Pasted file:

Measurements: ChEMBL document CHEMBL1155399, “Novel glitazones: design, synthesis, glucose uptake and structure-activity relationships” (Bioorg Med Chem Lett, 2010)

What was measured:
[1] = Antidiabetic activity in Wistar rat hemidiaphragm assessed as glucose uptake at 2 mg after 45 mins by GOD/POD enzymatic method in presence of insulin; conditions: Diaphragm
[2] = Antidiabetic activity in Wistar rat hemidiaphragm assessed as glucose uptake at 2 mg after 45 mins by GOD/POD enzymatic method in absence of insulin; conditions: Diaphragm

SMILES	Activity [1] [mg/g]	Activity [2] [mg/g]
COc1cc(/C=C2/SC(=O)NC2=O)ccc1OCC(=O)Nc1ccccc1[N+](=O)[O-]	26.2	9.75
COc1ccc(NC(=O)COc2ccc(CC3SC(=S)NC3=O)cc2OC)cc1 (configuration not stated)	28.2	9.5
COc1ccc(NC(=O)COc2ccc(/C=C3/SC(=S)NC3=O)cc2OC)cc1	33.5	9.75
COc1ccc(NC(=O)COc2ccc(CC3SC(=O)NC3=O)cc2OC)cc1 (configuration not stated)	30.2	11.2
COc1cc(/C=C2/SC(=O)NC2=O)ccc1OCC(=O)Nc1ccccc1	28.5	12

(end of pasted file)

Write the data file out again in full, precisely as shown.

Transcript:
Measurements: ChEMBL document CHEMBL1155399, “Novel glitazones: design, synthesis, glucose uptake and structure-activity relationships” (Bioorg Med Chem Lett, 2010)

What was measured:
[1] = Antidiabetic activity in Wistar rat hemidiaphragm assessed as glucose uptake at 2 mg after 45 mins by GOD/POD enzymatic method in presence of insulin; conditions: Diaphragm
[2] = Antidiabetic activity in Wistar rat hemidiaphragm assessed as glucose uptake at 2 mg after 45 mins by GOD/POD enzymatic method in absence of insulin; conditions: Diaphragm

SMILES	Activity [1] [mg/g]	Activity [2] [mg/g]
COc1cc(/C=C2/SC(=O)NC2=O)ccc1OCC(=O)Nc1ccccc1[N+](=O)[O-]	26.2	9.75
COc1ccc(NC(=O)COc2ccc(CC3SC(=S)NC3=O)cc2OC)cc1 (configuration not stated)	28.2	9.5
COc1ccc(NC(=O)COc2ccc(/C=C3/SC(=S)NC3=O)cc2OC)cc1	33.5	9.75
COc1ccc(NC(=O)COc2ccc(CC3SC(=O)NC3=O)cc2OC)cc1 (configuration not stated)	30.2	11.2
COc1cc(/C=C2/SC(=O)NC2=O)ccc1OCC(=O)Nc1ccccc1	28.5	12